It seems impossible that a gallon of gasoline, which weighs about 6.3 pounds, could produce 20 pounds of carbon dioxide (CO2) when burned. However, most of the weight of the CO2 doesn't come from the gasoline itself, but the oxygen in the air.
When gasoline burns, the carbon and hydrogen separate. The hydrogen combines with oxygen to form water (H2O), and carbon combines with oxygen to form carbon dioxide (CO2).
A carbon atom has a weight of 12, and each oxygen atom has a weight of 16, giving each single molecule of CO2 an atomic weight of 44 (12 from carbon and 32 from oxygen).
Therefore, to calculate the amount of CO2 produced from a gallon of gasoline, the weight of the carbon in the gasoline is multiplied by 44/12 or 3.7.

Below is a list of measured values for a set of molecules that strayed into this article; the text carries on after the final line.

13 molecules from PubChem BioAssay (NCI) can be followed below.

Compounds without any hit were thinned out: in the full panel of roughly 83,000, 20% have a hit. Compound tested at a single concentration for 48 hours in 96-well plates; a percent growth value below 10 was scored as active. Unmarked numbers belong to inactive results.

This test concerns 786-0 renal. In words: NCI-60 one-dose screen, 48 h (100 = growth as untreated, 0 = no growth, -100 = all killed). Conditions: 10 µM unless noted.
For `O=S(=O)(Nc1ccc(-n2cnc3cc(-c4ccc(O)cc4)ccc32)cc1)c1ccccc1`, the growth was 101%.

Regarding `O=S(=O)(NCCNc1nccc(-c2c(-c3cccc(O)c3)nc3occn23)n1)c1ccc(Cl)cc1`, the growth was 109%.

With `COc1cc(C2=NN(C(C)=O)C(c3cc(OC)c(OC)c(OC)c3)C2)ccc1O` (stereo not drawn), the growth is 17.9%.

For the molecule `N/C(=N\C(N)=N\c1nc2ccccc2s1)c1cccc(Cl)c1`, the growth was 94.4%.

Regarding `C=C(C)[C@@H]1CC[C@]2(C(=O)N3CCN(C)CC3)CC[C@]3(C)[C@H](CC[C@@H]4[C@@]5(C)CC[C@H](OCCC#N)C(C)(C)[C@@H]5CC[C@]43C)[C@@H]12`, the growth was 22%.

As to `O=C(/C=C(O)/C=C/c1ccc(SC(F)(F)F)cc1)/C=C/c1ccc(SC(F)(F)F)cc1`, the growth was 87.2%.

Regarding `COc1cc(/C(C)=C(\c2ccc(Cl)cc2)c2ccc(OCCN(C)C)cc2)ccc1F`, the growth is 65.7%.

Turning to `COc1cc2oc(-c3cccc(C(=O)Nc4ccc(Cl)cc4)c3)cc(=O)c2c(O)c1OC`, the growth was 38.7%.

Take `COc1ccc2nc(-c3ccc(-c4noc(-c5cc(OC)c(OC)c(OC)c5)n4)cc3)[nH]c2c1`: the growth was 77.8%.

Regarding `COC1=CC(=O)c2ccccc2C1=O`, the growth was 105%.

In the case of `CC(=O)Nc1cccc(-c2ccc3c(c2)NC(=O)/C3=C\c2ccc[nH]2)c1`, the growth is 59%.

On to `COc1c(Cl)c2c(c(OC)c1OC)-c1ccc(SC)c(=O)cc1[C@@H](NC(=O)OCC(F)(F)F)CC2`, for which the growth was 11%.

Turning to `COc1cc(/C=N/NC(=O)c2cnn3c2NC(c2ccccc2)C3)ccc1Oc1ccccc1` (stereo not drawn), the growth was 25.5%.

Since gasoline is about 87% carbon and 13% hydrogen by weight, the carbon in a gallon of gasoline weighs 5.5 pounds (6.3 lbs. x .87).
We can then multiply the weight of the carbon (5.5 pounds) by 3.7, which equals 20 pounds of CO2!
According to this data, since the Fort Wayne Bike Commuters have biked 7,522 miles as of 9/26/2011 (assuming each of us would have been driving cars that get 20 miles per gallon, this keeps the math easy)as a team we have kept 7,522 pounds of CO2 out of the atmosphere! (7,522 miles/20 miles per gallon = 376.1 gallons of gas and 1 gallon of gas = 20 pounds of CO2)
With that 7,522 miles traveled we are leading in the miles traveled category and we are also leading the trips category with 1,339 trips by bike!
See all the stats of the 2011 Bicycle Indiana Commuter Challenge HERE.
Way to go everyone! Hats off to the other Fort Wayne teams as well (Summit City Bicycles and Three Rivers Velo Sports)!!
Just a few more days, keep up the good work!